Permanent link to this item
THE WAITARA SENSATION., Auckland Star, Volume XL, Issue 67, 19 March 1909
THE WAITARA SENSATION.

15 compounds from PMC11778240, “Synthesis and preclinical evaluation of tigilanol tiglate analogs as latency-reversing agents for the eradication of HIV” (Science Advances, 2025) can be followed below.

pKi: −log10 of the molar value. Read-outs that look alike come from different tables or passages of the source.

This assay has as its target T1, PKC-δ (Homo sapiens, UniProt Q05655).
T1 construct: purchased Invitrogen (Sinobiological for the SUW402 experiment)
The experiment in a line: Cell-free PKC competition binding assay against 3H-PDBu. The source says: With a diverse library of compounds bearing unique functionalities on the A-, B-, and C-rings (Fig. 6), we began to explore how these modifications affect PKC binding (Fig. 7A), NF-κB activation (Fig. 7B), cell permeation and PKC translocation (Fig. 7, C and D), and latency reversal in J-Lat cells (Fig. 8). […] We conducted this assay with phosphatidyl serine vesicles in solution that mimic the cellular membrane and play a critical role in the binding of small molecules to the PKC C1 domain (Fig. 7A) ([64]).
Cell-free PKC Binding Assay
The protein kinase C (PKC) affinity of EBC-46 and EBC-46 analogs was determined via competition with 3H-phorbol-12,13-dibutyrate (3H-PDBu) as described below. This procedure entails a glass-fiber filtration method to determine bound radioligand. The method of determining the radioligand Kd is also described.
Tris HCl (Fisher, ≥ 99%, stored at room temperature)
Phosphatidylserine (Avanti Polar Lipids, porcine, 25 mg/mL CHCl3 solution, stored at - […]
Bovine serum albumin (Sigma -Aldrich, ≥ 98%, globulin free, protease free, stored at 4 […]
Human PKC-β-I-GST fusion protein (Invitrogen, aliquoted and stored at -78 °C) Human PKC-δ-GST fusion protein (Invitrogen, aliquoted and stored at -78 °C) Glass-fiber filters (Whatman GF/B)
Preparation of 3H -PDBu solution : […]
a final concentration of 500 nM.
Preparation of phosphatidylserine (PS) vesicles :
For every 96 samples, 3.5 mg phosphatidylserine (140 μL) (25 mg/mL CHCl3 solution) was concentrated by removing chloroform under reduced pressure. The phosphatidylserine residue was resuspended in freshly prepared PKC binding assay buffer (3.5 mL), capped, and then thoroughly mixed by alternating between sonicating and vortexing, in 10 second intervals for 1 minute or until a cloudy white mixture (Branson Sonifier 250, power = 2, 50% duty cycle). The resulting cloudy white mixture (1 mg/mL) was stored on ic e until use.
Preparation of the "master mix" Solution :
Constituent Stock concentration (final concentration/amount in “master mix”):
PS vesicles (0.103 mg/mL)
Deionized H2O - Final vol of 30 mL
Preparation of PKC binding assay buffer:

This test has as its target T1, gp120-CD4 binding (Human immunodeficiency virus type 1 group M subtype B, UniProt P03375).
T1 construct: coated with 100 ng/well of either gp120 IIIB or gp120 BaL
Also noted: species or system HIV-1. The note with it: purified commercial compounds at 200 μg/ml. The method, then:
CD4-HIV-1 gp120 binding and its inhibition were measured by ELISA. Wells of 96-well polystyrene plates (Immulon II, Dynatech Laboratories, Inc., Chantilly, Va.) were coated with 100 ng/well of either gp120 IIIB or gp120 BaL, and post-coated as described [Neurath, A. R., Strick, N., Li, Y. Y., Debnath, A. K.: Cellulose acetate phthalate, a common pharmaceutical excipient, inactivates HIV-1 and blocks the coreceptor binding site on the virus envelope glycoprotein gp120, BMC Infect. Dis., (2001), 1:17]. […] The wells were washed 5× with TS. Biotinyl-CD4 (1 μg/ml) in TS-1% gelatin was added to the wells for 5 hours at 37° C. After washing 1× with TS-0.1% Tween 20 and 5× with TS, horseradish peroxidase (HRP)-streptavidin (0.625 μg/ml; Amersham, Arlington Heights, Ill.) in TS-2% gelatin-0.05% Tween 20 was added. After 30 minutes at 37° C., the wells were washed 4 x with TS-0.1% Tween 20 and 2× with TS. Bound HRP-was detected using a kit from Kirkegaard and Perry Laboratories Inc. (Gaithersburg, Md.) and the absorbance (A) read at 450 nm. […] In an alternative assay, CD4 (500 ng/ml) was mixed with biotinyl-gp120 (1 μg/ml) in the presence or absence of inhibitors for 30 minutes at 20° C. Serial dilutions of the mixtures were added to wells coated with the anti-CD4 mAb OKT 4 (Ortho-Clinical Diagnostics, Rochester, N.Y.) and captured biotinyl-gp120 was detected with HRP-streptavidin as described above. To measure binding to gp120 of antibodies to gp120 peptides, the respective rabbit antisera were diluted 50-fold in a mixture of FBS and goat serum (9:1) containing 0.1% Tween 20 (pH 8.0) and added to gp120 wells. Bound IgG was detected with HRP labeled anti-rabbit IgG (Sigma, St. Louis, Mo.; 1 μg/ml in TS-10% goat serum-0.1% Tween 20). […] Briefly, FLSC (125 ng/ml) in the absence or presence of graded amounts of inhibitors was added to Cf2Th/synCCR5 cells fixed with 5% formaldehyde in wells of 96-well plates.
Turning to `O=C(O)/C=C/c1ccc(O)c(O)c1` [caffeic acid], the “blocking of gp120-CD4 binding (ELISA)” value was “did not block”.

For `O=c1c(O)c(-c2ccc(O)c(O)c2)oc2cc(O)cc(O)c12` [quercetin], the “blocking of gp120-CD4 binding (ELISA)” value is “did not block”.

PROSECUTION CLOSED. THE QUESTION OF SANITY. jßy Telegraph.—Frees Association.) NEW PLYMOUTH, Thursday. Evidence for the prosecution was continued in the Supreme Court to-day in the case in which Dr. Goode, of Waitara, is charged with having murdered M>6. Klenner. Charles Stone, painter, of Waitara, described the arrest, and also gave evidence regarding the finding of the revolver in accused's surgery. Accused was very violent and excited, particularly when he saw Constable Price. Constable Mclvor deposed that he and Stone entered Goode's house by the surgery door. Three other men Were with them. "When the door was broken in Goode was standing about sft or 6ft from it. He had a revolver in his right hand, which was raised in the a-ir. Accused was just lowering his right hand to a firing position when -witness rushed at him and caught him round the waist. Accused's right hand fell on witness' shoulder, and something fell on the floor. Accused asked, "What in the name of heaven, does this mean?" Witness threw him on the sofa, saying, ''You're my prisoner." He was carried outside handcuffed, and taken to Waitara police station in a dray. A little later witness returned to ■G-oode's house, and took possession of the revolver produced. It was loaded. Witness lit a lamp and then examined the revolver, and took five cartridges out of it. At the police station accused was very excited, but recognised everyone who 'came in. When he saw Constable Price he was more than ever excited, ifc objected to his injuries being dressed. Mr. West: As a matter of fact, some IS months ago you had some trouble with him in Xew Plymouth? Witness: That is so: I had some trouble in getting him away from one of the hotels while he was drunk. Resuming, witness said accused appeared rational, and did not seem to be mentally der.inged. Accused asked at the Waitara police station why he had been arrested, and Detective Bod-darn told him it was for shooting a woman. Accused replied. "I never shot anybody. 1 would not do anybody any harm." Mr. Skerrett: Did he appear to you, from his demeanour, to be at a los 3 to understand what all the commotion was about? AVitness (after slight hesitation) : Yes, I think he was. I3id he refer to the tragedy which had just occurred? —No. Dr. H. B. Leatham. medical superintendent of the Xew Plymouth Hospital, saw Dr. Goode soon after his admission to the hospital on December 21. Accused remained in the hospital about a month. A bullet was removed from an abscess cavity under the accused's jaw. Witness saw accused in the hospital on the morning after his arrest, when Mrs. Klenner's depositions were taken. He looked dishevelled, harassed, and wild, and seemed very ill. He had decided manifestations of chronic alcoholism. Witness did not refer to the tragedy to accused. It struck witness by accused's demeanour that he did not realise his position. After his immediate illness accused ate well and smoked and read. He was very quiet and said very little. Mr. Skerrett: Is family history of importance in the determining of whether a person is insane or not? Witness: Yes. Family history is of the greatest importance in estimating whether a person is insane. A family taint begets an instability of mind which predisposes to an attack of insanity. Is alcoholism one of the most common causes of exciting insanity in of this type?— Yes. Approximately 30 per cent, of these cases are due to alcoholism. To Mr. Skerrett: Alcohol affected all the nervous organism. Chronic alcoholism upon a subject in a family with a neurotic or insane taint is apt to produce serious consequences. These consequences were gradual, the encroachment of mental weakness and the gradual weakening of memory, powers of perception, will power, business capacity, decision and judgment. Alcoholics frequently were very susceptible and unnaturally suspicious, became untruthful, and unnaturally quarrelsome (particularly so with their best friends and those who tried to assist them). Delusions of persecution were very common in these cases. Mr. Skerrett: When a person suffers from chronic alcoholism, with a history of hereditary insanity and with delusions of persecution and of being watched, would you expect such a person to develop homicidal impulses? Witness: I may say it is recognised that sudden homicidal impulses may occur or are likely to occur in a person suffering from delusions of persecution. In answer to further questions by Mr. Skerrett witness said it is known that sudden attacks of homicidal impulses may occur in a person who may not afterwards be aware of any violent act that may have been conflnitted during such attacks. An impulsive act by a person suffering in the way described was similar to the homicidal impulse that sometimes follows an attack of epilepsy, and an epileptic may be subject to sudden attacks of violence, and be unconscious of it afterwards. Witness believed it to be recognised that similar conditions may cxi.st in cases of alcoholic degeneration. It was a fact that there are people going about their daily work in a condition of mental degeneracy, who had delusions of persecution. It was not inconsistent w-ith insanity for the subject to recognise persons and places. To the jury: Chronic alcoholism was often spasmodic. When Mrs. Klenner's depositions were taken in the hospital Dr. Goode stood perfectly quiet, but witness could not say whether he understood it all. To Mr. Weston: Witness did not observe any symptoms of insanity in accused. He made no special point of investigating his mental condition. ° DR. GOODE'S MEMORY. y Dr. D. S. Wylie, of New Plymouth, gave evidence as to the treatment of the wound in Dr. Goode's throat, from which the bullet (produced) was afterwards extracted. The wound bore the appearance of having been caused at close quarters. Accused looked very ill when witness was called in to see him. His condition of bodily illness would be accounted for by septic inflammation from the wound. The nature of the wound was quite consistent with a shot having been fired by accused himself. Accused's appearance indicated chronic alcoholism. Having examined him as regards his physical condition, witness examined his mental condition, He asked accused to describe what took place on the day of the tragedy, and he said he had no recollection of the events of that day. He did not remember getting up that morning, nor did he remember going to bed the night before. The last event on the preceding day he remembered was seeing a patient in his